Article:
This past Monday, Toronto Mayor Tory announced at a virtual TechTO meetup that the government has been receiving location data from wireless carriers and telecommunication companies in the area to show where people are still congregating and flouting social distancing – The Logic reports.
A corporate sibling of Google had been selected to transform a largely abandoned port area in Toronto into an innovative, sensor-laden, tech-centric city of tomorrow.After admitting that it had underestimated privacy worries with its original plan, the Google sibling, Sidewalk Labs, has retreated.
TORONTO (Reuters) - Canadian privacy authorities have launched an investigation into New York-based Clearview AI to determine whether the firm’s use of facial recognition technology complies with the country’s privacy laws, the agencies said on Friday.
TORONTO (Reuters) - Alphabet Inc’s Sidewalk Labs unit secured conditional approval to move forward in the process to build a smart city in Toronto after agreeing to develop a smaller area than initially proposed and make concessions on data collection and privacy, the city’s waterfront development board said on Thursday.
Waterfront Toronto, the government agency responsible for development of the area, voted unanimously to limit the ambitions of the company, Sidewalk Labs, from its original 190-acre plan to 12 acres.
The organization would also manage all urban data from the Sidewalk Toronto project and make it publicly accessible by default (if properly de-identified). In an attempt to head off that criticism, the company now says: Sidewalk Labs has already committed publicly that it would not sell personal information to third parties or use it for advertising purposes.
Apple has placed a billboard, which reads, “We’re in the business of staying out of yours.” The billboard has been placed right next to new headquarter of Sidewalk Labs in Toronto.
Sidewalk Labs identifies five key components of building the new district: economic development, sustainability, housing affordability, mobility, and urban innovation, which is vague but seems to mean using data to improve city services.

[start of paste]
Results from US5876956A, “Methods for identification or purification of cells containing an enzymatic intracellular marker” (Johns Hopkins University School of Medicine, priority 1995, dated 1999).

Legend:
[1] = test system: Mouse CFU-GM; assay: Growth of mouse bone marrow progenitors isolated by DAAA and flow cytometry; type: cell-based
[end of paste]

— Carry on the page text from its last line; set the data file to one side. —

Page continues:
Project with Google’s Sidewalk Labs comes under increasing scrutiny amid concerns over privacy and data harvesting. The 12-acre Quayside project, a partnership between Google’s Sidewalk Labs and the city of Toronto, has come under increasing scrutiny amid concerns over privacy and data harvesting.
A civil liberties group in Canada is suing three tiers of government over potential privacy issues posed by Sidewalk Labs’s plan to develop a 12-acre smart city in Toronto , which will be approved or denied later this summer.
VANCOUVER—A spokesperson for Google has confirmed the service they’ve launched in Vancouver and Toronto to connect potential customers to trusted service providers funnels customers through ostensibly local phone numbers that are actually owned by Google for the purpose of call monitoring.
Guest post by Jonathon Hodge, Digital Literacy Service Lead, Toronto Public Library Every public library worker will know that person: the one who is worried about being spied on.
“Torontonians want more affordable housing, faster ways to get around the city, safer streets for pedestrians and cyclists, [and] a cleaner and healthier environment,” says a statement from Jesse Shapins, Sidewalk Labs’s director of public realm.
The group represents the latest and largest effort by Torontonians to start having the kinds of public conversations, teach-ins, and debates that should have “taken place last year, when this project was first announced,” according to Bianca Wylie, co-founder of Tech Reset Canada and one of the lead organizers of the opposition to Sidewalk Toronto.
The chairman of Alphabet, the parent company of both Google and Sidewalk Labs, Eric Schmidt, said the project was “all the things you could do if someone would just give us a city and put us in charge.” Alphabet insisted it needed “full autonomy from city regulations so it can build without constraint” and use Sidewalk Toronto as a testbed for new technologies that will monitor and measure urban activity on an unprecedented scale.
In a statement, the company said: "At last week's meeting of the Waterfront Toronto's Digital Strategy Advisory Panel, it became clear that Sidewalk Labs would play a more limited role in near-term discussions about a data governance framework at Quayside.
“I imagined us creating a Smart City of Privacy, as opposed to a Smart City of Surveillance,” Ann Cavoukian, the former privacy commissioner of Ontario, wrote in her resignation letter from Google sister company Sidewalk Labs, reports Global News. Cavoukian told Global News that she is pressing Waterfront Toronto to anonymize data.
Sidewalk Labs has partnered with a government agency known as Waterfront Toronto with plans to erect mid-rise apartments, offices, shops and a school on a 12-acre (4.9-hectare) site — a first step toward what it hopes will eventually be a 800-acre (325-hectare) development.